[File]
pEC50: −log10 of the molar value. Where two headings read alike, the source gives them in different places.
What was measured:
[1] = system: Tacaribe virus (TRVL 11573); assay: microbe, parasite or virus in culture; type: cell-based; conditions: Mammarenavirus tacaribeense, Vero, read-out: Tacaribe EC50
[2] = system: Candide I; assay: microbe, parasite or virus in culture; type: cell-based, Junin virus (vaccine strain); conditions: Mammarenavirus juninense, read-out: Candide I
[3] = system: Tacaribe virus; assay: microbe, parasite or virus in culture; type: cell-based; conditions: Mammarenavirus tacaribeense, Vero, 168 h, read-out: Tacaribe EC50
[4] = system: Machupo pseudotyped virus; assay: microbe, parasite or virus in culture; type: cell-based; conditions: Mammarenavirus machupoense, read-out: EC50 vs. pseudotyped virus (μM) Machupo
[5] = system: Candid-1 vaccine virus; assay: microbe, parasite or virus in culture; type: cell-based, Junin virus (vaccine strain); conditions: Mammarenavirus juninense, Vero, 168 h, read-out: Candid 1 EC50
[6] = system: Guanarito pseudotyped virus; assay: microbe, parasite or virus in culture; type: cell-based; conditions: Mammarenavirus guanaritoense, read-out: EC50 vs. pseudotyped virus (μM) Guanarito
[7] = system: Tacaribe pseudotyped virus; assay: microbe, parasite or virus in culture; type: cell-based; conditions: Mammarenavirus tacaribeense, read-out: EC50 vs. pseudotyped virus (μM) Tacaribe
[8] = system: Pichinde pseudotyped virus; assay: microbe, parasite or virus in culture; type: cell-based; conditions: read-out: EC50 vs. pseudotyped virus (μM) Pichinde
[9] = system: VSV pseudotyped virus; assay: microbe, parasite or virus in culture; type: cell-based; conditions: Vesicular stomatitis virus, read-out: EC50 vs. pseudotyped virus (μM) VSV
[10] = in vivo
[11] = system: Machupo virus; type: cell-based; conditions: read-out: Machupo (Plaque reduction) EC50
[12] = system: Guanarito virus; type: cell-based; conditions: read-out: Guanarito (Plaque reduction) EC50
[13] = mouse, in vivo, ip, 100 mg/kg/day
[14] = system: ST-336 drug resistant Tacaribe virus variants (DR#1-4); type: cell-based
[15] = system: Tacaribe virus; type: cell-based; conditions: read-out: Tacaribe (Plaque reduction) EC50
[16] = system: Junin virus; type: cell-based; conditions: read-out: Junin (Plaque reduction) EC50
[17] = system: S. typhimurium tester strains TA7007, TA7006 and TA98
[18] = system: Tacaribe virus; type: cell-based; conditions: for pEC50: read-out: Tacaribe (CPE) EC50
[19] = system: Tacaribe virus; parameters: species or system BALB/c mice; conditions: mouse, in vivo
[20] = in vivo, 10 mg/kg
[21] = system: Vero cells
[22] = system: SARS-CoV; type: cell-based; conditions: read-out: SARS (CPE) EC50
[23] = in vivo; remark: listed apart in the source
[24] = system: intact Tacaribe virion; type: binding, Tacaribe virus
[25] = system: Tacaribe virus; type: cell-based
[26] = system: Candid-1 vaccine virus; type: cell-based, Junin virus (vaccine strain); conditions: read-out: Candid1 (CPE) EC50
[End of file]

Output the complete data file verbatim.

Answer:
pEC50: −log10 of the molar value. Where two headings read alike, the source gives them in different places.
What was measured:
[1] = system: Tacaribe virus (TRVL 11573); assay: microbe, parasite or virus in culture; type: cell-based; conditions: Mammarenavirus tacaribeense, Vero, read-out: Tacaribe EC50
[2] = system: Candide I; assay: microbe, parasite or virus in culture; type: cell-based, Junin virus (vaccine strain); conditions: Mammarenavirus juninense, read-out: Candide I
[3] = system: Tacaribe virus; assay: microbe, parasite or virus in culture; type: cell-based; conditions: Mammarenavirus tacaribeense, Vero, 168 h, read-out: Tacaribe EC50
[4] = system: Machupo pseudotyped virus; assay: microbe, parasite or virus in culture; type: cell-based; conditions: Mammarenavirus machupoense, read-out: EC50 vs. pseudotyped virus (μM) Machupo
[5] = system: Candid-1 vaccine virus; assay: microbe, parasite or virus in culture; type: cell-based, Junin virus (vaccine strain); conditions: Mammarenavirus juninense, Vero, 168 h, read-out: Candid 1 EC50
[6] = system: Guanarito pseudotyped virus; assay: microbe, parasite or virus in culture; type: cell-based; conditions: Mammarenavirus guanaritoense, read-out: EC50 vs. pseudotyped virus (μM) Guanarito
[7] = system: Tacaribe pseudotyped virus; assay: microbe, parasite or virus in culture; type: cell-based; conditions: Mammarenavirus tacaribeense, read-out: EC50 vs. pseudotyped virus (μM) Tacaribe
[8] = system: Pichinde pseudotyped virus; assay: microbe, parasite or virus in culture; type: cell-based; conditions: read-out: EC50 vs. pseudotyped virus (μM) Pichinde
[9] = system: VSV pseudotyped virus; assay: microbe, parasite or virus in culture; type: cell-based; conditions: Vesicular stomatitis virus, read-out: EC50 vs. pseudotyped virus (μM) VSV
[10] = in vivo
[11] = system: Machupo virus; type: cell-based; conditions: read-out: Machupo (Plaque reduction) EC50
[12] = system: Guanarito virus; type: cell-based; conditions: read-out: Guanarito (Plaque reduction) EC50
[13] = mouse, in vivo, ip, 100 mg/kg/day
[14] = system: ST-336 drug resistant Tacaribe virus variants (DR#1-4); type: cell-based
[15] = system: Tacaribe virus; type: cell-based; conditions: read-out: Tacaribe (Plaque reduction) EC50
[16] = system: Junin virus; type: cell-based; conditions: read-out: Junin (Plaque reduction) EC50
[17] = system: S. typhimurium tester strains TA7007, TA7006 and TA98
[18] = system: Tacaribe virus; type: cell-based; conditions: for pEC50: read-out: Tacaribe (CPE) EC50
[19] = system: Tacaribe virus; parameters: species or system BALB/c mice; conditions: mouse, in vivo
[20] = in vivo, 10 mg/kg
[21] = system: Vero cells
[22] = system: SARS-CoV; type: cell-based; conditions: read-out: SARS (CPE) EC50
[23] = in vivo; remark: listed apart in the source
[24] = system: intact Tacaribe virion; type: binding, Tacaribe virus
[25] = system: Tacaribe virus; type: cell-based
[26] = system: Candid-1 vaccine virus; type: cell-based, Junin virus (vaccine strain); conditions: read-out: Candid1 (CPE) EC50